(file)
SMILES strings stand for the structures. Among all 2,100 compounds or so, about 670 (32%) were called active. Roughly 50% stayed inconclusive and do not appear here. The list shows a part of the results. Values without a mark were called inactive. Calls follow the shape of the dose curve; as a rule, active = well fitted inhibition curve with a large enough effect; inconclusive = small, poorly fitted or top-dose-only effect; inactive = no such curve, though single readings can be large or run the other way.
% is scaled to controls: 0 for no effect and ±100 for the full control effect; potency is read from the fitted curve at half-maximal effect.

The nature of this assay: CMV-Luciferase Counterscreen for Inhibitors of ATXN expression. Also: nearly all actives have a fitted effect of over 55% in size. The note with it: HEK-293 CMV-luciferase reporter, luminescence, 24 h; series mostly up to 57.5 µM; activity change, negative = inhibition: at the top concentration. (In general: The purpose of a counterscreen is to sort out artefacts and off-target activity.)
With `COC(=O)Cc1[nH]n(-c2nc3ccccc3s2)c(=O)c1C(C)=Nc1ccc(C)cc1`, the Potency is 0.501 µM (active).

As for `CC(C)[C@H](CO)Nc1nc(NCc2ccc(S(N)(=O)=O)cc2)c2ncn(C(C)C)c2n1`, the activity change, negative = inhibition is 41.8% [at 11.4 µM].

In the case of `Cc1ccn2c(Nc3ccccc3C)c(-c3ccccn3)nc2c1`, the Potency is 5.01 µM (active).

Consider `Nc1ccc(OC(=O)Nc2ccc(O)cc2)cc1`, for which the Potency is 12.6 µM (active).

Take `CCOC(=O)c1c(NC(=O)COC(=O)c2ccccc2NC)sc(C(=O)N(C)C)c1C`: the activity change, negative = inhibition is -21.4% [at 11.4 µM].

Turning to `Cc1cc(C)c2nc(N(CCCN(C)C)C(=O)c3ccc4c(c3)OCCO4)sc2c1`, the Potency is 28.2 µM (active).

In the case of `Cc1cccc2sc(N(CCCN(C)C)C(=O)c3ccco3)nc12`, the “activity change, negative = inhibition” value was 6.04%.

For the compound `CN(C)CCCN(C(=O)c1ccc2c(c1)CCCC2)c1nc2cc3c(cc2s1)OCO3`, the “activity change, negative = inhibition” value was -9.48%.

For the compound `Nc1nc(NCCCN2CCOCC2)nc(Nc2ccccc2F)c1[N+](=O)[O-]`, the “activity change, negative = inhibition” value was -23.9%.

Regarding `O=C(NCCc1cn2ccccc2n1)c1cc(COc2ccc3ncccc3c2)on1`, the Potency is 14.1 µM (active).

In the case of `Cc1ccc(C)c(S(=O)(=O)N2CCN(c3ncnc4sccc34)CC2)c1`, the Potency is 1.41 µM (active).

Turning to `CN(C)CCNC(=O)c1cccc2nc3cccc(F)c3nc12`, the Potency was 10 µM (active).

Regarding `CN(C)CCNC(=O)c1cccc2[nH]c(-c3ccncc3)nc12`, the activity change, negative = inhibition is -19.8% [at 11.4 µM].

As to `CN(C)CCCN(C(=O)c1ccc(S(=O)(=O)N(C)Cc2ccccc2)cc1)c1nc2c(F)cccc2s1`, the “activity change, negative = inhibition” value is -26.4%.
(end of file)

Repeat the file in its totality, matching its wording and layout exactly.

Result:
SMILES strings stand for the structures. Among all 2,100 compounds or so, about 670 (32%) were called active. Roughly 50% stayed inconclusive and do not appear here. The list shows a part of the results. Values without a mark were called inactive. Calls follow the shape of the dose curve; as a rule, active = well fitted inhibition curve with a large enough effect; inconclusive = small, poorly fitted or top-dose-only effect; inactive = no such curve, though single readings can be large or run the other way.
% is scaled to controls: 0 for no effect and ±100 for the full control effect; potency is read from the fitted curve at half-maximal effect.

The nature of this assay: CMV-Luciferase Counterscreen for Inhibitors of ATXN expression. Also: nearly all actives have a fitted effect of over 55% in size. The note with it: HEK-293 CMV-luciferase reporter, luminescence, 24 h; series mostly up to 57.5 µM; activity change, negative = inhibition: at the top concentration. (In general: The purpose of a counterscreen is to sort out artefacts and off-target activity.)
With `COC(=O)Cc1[nH]n(-c2nc3ccccc3s2)c(=O)c1C(C)=Nc1ccc(C)cc1`, the Potency is 0.501 µM (active).

As for `CC(C)[C@H](CO)Nc1nc(NCc2ccc(S(N)(=O)=O)cc2)c2ncn(C(C)C)c2n1`, the activity change, negative = inhibition is 41.8% [at 11.4 µM].

In the case of `Cc1ccn2c(Nc3ccccc3C)c(-c3ccccn3)nc2c1`, the Potency is 5.01 µM (active).

Consider `Nc1ccc(OC(=O)Nc2ccc(O)cc2)cc1`, for which the Potency is 12.6 µM (active).

Take `CCOC(=O)c1c(NC(=O)COC(=O)c2ccccc2NC)sc(C(=O)N(C)C)c1C`: the activity change, negative = inhibition is -21.4% [at 11.4 µM].

Turning to `Cc1cc(C)c2nc(N(CCCN(C)C)C(=O)c3ccc4c(c3)OCCO4)sc2c1`, the Potency is 28.2 µM (active).

In the case of `Cc1cccc2sc(N(CCCN(C)C)C(=O)c3ccco3)nc12`, the “activity change, negative = inhibition” value was 6.04%.

For the compound `CN(C)CCCN(C(=O)c1ccc2c(c1)CCCC2)c1nc2cc3c(cc2s1)OCO3`, the “activity change, negative = inhibition” value was -9.48%.

For the compound `Nc1nc(NCCCN2CCOCC2)nc(Nc2ccccc2F)c1[N+](=O)[O-]`, the “activity change, negative = inhibition” value was -23.9%.

Regarding `O=C(NCCc1cn2ccccc2n1)c1cc(COc2ccc3ncccc3c2)on1`, the Potency is 14.1 µM (active).

In the case of `Cc1ccc(C)c(S(=O)(=O)N2CCN(c3ncnc4sccc34)CC2)c1`, the Potency is 1.41 µM (active).

Turning to `CN(C)CCNC(=O)c1cccc2nc3cccc(F)c3nc12`, the Potency was 10 µM (active).

Regarding `CN(C)CCNC(=O)c1cccc2[nH]c(-c3ccncc3)nc12`, the activity change, negative = inhibition is -19.8% [at 11.4 µM].

As to `CN(C)CCCN(C(=O)c1ccc(S(=O)(=O)N(C)Cc2ccccc2)cc1)c1nc2c(F)cccc2s1`, the “activity change, negative = inhibition” value is -26.4%.